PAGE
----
Leor Halevi

Leor Halevi

Fellow: Awarded 2020
Field of Study: Religion

Competition: US & Canada

Leor Halevi is a historian of Islam at Vanderbilt University in Nashville, Tennessee. His research focuses on interconnections between law and praxis in radically different historical contexts, medieval and modern. In his first book, Muhammad’s Grave: Death Rites and the Making of Islamic Society (Columbia University Press, 2007), he examines the rise of Muslim funerary laws and practices in Arabia, Mesopotamia, and the eastern Mediterranean world during the seventh and eighth centuries. In Modern Things on Trial: Islam’s Global and Material Reformation in the Age of Rida, 1865-1935 (Columbia University Press, 2019), he analyzes how Muslim reformers and their critics turned to the shari’a for ideological guidance as they became increasingly entangled in a world of imperial goods. His next book, supported by a Guggenheim Fellowship and under contract with Harvard University Press, will explore how Saudi originalists known as Salafists formulated an ethic in response to globalization.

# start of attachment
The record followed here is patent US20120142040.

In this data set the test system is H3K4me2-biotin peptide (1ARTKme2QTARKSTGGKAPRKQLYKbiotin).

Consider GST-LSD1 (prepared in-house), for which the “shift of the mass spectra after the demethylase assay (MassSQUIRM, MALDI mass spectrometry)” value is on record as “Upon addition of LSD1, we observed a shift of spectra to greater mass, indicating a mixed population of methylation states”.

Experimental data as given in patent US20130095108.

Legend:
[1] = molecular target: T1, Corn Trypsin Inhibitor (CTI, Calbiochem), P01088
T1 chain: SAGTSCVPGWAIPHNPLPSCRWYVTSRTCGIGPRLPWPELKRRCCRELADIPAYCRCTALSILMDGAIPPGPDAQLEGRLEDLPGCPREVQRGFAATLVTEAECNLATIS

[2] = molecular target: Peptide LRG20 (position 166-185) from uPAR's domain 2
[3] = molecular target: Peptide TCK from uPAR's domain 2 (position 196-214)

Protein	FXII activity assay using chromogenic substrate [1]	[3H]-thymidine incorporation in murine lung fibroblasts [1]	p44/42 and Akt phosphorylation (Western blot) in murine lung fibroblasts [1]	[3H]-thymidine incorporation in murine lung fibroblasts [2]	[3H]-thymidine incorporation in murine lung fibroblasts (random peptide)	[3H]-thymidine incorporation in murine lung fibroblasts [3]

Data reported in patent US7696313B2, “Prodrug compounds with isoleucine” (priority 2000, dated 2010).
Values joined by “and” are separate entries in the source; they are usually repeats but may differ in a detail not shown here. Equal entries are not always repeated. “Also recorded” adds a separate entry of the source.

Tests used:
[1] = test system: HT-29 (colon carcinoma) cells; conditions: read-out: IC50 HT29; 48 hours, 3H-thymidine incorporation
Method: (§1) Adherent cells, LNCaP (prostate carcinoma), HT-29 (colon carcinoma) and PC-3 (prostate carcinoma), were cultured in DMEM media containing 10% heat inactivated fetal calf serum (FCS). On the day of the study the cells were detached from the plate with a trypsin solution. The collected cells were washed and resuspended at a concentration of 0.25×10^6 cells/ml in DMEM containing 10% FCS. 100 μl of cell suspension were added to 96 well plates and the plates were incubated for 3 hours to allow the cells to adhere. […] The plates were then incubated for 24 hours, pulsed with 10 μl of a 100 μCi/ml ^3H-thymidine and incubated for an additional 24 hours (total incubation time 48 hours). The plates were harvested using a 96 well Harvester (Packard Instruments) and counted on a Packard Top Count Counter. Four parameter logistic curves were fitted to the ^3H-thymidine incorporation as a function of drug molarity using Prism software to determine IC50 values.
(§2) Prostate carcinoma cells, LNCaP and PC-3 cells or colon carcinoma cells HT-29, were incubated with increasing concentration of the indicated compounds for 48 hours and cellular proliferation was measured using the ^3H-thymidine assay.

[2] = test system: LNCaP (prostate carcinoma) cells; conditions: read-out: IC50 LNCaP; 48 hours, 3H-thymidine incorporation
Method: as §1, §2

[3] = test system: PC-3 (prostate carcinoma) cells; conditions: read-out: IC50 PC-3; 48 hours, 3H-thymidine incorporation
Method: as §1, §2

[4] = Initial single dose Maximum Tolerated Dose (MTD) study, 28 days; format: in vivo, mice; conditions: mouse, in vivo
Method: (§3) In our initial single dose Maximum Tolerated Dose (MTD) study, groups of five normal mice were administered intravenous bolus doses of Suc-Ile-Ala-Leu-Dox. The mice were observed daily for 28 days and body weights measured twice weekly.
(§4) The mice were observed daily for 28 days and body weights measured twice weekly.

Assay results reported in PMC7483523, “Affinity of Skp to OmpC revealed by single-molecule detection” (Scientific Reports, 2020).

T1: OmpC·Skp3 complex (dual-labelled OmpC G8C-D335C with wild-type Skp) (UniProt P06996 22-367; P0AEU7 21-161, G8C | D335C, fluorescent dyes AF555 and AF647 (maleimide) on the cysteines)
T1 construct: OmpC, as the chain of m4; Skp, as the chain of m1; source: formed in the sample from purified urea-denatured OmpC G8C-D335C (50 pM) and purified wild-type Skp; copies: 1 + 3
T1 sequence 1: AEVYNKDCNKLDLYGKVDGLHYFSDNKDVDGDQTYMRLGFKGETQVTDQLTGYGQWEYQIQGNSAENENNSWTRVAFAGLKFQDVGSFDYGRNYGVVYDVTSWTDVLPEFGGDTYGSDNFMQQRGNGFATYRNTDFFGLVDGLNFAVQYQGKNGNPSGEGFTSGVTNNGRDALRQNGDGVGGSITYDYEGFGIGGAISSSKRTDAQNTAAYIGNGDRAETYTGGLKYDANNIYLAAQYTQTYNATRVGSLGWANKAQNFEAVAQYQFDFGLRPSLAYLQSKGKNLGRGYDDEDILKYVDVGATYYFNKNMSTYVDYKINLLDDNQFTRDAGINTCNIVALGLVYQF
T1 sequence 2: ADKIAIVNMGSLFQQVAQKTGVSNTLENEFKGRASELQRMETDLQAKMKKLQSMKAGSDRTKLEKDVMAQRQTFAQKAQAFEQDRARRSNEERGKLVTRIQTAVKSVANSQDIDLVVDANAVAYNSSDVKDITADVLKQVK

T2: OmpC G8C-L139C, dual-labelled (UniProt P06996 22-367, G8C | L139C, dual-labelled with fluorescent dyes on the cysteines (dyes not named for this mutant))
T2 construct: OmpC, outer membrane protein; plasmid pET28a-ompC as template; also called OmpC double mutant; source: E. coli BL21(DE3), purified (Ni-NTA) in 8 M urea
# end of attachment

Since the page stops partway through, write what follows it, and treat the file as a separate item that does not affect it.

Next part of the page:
Photo Credit: Steve Green, Vanderbilt University Studio

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